It was then that Bearcat fans really got to know Machock as he began his career as the color analyst on UC radio broadcasts, despite having no prior radio experience. That didn't seem to deter Machock or the radio stations holding the rights to UC games and he has since endeared himself to not only Bearcat fans, but his radio partners as well, including current play-by-play man Dan Hoard.
"I love Chuck," Hoard says of his partner. "He is the most unintentionally funny person I have met in my life. Virtually everything that comes out of his mouth makes me smile. I can't imagine a quality in somebody that would be more enjoyable to have than that. His ability to anticipate what is likely to happen is as good as anybody and that is really what great analysts do. It's not just the ability to see what happened and say why this team is winning or this team is losing, it's the anticipation of knowing what is going to happen and why it is going to happen. That is what he brings to the table that is so great."
During his years on the air, Machock has seen his share of great moments in Bearcat basketball history. From numerous conference championships and NCAA Tournament appearances, including an Elite Eight appearance, Machock has seen it all, but one moment stands out the most.
"Certainly the win in Alaska against No. 1 Duke would be at the top," he says. "That doesn't happen; to win a tournament against the No. 1 team in the country very often. The numerous conference championships were great, but if you said No. 1, it would have to be the win against Duke."
One of the more (in)famous moments in Bearcat history occurred during the 2003 NCAA Tournament and surprisingly, Machock was in the center of the controversy. In UC's opening round contest against Gonzaga, a no call on a traveling violation by Gonzaga sent Huggins into a heated debate with one of the officials. The official that failed to make the call, but wasn't involved in the debate with Huggins, then came over and quickly assessed the coach a pair of technical fouls, causing an immediate ejection for the coach. Machock takes over the story from there.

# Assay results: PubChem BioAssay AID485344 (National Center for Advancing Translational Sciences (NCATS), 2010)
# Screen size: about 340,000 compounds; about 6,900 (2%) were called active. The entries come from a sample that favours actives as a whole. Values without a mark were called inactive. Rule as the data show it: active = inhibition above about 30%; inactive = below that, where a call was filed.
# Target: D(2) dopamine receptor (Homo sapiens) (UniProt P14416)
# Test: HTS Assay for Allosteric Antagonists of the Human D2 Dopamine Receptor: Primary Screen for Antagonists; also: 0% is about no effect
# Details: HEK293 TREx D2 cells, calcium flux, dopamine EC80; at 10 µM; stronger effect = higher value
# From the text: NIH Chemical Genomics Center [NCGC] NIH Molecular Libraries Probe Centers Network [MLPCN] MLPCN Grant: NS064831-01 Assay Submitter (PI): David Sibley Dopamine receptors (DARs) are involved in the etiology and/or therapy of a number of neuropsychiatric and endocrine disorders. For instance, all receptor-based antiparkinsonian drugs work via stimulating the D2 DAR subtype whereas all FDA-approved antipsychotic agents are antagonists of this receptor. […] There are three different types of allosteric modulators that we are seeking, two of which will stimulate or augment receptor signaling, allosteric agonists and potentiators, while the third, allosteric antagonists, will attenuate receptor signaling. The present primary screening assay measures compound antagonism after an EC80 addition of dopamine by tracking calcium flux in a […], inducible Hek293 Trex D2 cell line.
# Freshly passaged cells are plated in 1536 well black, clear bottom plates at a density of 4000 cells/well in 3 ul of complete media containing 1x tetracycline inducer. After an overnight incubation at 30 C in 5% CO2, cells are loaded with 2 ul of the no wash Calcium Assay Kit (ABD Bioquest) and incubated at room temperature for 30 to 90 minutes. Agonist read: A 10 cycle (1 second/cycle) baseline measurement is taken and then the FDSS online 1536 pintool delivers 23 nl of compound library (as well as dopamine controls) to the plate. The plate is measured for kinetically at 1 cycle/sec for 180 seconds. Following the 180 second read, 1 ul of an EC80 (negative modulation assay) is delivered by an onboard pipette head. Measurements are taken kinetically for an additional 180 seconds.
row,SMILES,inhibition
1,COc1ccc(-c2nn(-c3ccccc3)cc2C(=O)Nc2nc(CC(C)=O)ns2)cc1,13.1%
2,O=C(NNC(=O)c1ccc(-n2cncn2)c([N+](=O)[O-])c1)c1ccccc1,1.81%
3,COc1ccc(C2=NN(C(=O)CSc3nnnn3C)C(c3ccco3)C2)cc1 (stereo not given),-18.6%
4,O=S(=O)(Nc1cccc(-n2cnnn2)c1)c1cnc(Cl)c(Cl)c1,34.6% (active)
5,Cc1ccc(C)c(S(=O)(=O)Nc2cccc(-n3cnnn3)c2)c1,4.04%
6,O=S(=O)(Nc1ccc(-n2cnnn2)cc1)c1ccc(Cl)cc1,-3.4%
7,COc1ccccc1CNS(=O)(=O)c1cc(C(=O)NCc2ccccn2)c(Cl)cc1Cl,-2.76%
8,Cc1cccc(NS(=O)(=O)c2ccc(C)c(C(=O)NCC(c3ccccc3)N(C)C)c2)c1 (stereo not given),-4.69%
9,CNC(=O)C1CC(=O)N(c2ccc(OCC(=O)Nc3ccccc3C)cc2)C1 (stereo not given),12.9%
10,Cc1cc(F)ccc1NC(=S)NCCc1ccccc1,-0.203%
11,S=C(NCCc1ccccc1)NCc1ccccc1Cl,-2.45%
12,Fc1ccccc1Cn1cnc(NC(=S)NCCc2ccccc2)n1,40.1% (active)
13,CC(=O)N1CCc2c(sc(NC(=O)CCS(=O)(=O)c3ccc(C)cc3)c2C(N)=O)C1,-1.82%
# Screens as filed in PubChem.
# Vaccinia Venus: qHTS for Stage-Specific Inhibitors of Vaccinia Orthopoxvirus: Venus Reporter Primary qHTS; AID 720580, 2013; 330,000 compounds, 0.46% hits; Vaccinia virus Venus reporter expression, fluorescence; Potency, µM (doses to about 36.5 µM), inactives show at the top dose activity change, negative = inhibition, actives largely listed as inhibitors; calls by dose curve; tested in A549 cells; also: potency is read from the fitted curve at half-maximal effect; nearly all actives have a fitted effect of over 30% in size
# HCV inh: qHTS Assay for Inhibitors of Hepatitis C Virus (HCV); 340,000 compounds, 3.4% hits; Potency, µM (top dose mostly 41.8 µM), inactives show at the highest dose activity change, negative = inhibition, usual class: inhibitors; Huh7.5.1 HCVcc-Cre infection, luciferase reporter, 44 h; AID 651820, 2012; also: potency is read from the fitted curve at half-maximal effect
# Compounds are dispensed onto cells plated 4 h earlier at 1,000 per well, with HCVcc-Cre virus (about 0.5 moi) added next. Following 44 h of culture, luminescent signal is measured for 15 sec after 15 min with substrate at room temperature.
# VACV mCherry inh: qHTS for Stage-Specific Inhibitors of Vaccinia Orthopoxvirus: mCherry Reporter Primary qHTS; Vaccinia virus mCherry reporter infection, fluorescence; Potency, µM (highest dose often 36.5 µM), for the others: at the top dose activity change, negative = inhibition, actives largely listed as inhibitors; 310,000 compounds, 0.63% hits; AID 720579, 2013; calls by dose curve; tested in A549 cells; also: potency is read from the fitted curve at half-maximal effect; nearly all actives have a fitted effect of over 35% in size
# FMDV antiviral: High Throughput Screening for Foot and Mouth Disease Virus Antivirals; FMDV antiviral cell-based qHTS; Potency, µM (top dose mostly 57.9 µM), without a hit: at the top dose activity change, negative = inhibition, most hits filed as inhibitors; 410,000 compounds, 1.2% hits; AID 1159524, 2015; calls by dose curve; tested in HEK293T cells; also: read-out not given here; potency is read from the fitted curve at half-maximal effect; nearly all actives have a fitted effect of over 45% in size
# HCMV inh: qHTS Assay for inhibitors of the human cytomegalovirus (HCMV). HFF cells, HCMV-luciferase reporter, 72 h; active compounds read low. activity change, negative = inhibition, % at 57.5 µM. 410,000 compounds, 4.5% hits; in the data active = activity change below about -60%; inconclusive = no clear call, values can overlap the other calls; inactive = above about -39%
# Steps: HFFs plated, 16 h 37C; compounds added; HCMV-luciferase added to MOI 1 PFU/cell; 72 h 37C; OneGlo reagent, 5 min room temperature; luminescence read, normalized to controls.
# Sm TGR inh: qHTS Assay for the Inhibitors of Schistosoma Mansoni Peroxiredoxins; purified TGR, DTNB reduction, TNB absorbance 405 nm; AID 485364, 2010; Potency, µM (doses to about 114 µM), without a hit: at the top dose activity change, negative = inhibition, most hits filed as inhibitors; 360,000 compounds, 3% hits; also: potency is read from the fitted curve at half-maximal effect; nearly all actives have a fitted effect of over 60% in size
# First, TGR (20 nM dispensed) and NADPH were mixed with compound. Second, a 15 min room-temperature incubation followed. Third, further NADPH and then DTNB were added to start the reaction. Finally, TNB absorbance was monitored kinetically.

"My father was a football and basketball official in the Big Ten for 22 years in football and 21 in basketball," Machock says. "He refereed the Rose Bowl and got to do a Final Four, so I think I know what a good official is all about and I think I know that personalities make an official. The bad part of it was after the technical shots, the official that put the ball in play right in front of me was the one that threw out Huggs. I said something to the effect of, `I hope you are satisfied. You threw the coach out of the game and the game is supposed to be bigger than you.' About two seconds later, he turned around and said to me, `Sit down and be quiet.'
"Shortly after that, there was the 16-minute media timeout in the second half and the official just stood there and stared at me for the first minute and a half of the timeout. So finally I just stood up and stared at him. With my mic on, I said, `For what, for what did you throw Huggs out? About five minutes later, the police came over and said I had to leave. I said, `Why would I have to leave?' The policeman said he (the official) said you called him (a profanity) five times."
Later that evening, Machock met with then-Director of Athletics Bob Goin and following an investigation by Goin, Machock was cleared of any wrongdoing by UC.
"The funny part of that story is that I had sat with Lute Olson of Arizona and one of his assistants I know real well watching Cincinnati practice the day before," Machock concludes. "The winner of the UC-Gonzaga game was going to play Arizona. So while I was being escorted out, here came Arizona's coaching staff and they had been sitting on a bus watching the game. I said good luck in the next game and he said, `I sure hope we have more luck than you did!' "